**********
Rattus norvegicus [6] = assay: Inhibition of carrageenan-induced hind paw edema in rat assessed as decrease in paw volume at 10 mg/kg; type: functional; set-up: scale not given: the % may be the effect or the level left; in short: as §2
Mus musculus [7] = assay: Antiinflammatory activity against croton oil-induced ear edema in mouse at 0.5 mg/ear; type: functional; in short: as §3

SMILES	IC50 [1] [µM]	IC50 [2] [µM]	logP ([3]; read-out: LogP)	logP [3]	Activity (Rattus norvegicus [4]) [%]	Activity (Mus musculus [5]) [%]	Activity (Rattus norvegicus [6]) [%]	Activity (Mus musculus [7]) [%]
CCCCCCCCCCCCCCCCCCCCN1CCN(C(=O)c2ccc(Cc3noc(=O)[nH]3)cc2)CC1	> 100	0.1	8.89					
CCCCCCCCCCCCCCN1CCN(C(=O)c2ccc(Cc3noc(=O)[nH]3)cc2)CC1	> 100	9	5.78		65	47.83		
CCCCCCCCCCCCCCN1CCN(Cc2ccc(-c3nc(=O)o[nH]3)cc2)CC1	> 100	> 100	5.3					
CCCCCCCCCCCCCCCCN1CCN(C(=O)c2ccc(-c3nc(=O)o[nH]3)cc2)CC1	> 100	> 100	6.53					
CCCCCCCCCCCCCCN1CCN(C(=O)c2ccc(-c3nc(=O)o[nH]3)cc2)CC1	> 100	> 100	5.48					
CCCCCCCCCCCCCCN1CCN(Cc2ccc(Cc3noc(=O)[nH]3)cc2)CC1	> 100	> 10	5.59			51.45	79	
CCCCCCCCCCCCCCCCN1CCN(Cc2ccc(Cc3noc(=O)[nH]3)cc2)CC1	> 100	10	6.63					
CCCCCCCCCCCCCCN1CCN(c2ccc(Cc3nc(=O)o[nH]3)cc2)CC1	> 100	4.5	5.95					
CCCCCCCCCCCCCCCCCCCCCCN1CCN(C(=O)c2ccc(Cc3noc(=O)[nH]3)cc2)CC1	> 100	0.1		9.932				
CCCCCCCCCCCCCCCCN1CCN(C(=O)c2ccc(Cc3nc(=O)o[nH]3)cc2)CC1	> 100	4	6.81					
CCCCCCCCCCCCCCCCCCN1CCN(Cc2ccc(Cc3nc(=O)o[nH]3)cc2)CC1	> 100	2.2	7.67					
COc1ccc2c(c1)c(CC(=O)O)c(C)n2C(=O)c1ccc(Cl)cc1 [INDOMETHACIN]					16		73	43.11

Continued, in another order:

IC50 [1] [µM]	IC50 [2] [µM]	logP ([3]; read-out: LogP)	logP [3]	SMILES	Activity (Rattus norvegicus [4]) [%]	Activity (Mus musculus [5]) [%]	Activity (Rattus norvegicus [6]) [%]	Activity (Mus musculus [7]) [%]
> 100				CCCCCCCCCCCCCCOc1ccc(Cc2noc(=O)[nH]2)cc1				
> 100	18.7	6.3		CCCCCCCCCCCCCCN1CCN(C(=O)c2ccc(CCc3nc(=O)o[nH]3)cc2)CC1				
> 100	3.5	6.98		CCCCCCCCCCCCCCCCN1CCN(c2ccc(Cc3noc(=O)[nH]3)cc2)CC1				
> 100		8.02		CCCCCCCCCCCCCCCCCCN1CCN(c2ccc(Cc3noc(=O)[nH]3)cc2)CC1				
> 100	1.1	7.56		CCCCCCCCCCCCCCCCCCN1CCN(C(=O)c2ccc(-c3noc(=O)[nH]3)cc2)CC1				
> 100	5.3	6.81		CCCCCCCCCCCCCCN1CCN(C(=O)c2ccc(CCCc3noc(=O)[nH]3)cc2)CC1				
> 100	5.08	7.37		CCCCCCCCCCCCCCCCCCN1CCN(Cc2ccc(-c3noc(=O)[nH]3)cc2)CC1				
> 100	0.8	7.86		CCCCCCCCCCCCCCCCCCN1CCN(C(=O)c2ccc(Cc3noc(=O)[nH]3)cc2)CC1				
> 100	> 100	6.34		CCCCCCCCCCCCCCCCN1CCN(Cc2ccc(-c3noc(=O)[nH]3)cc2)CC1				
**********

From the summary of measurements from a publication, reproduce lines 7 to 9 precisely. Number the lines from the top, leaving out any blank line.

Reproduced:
CCCCCCCCCCCCCCCCN1CCN(C(=O)c2ccc(-c3nc(=O)o[nH]3)cc2)CC1	> 100	> 100	6.53					
CCCCCCCCCCCCCCN1CCN(C(=O)c2ccc(-c3nc(=O)o[nH]3)cc2)CC1	> 100	> 100	5.48					
CCCCCCCCCCCCCCN1CCN(Cc2ccc(Cc3noc(=O)[nH]3)cc2)CC1	> 100	> 10	5.59			51.45	79	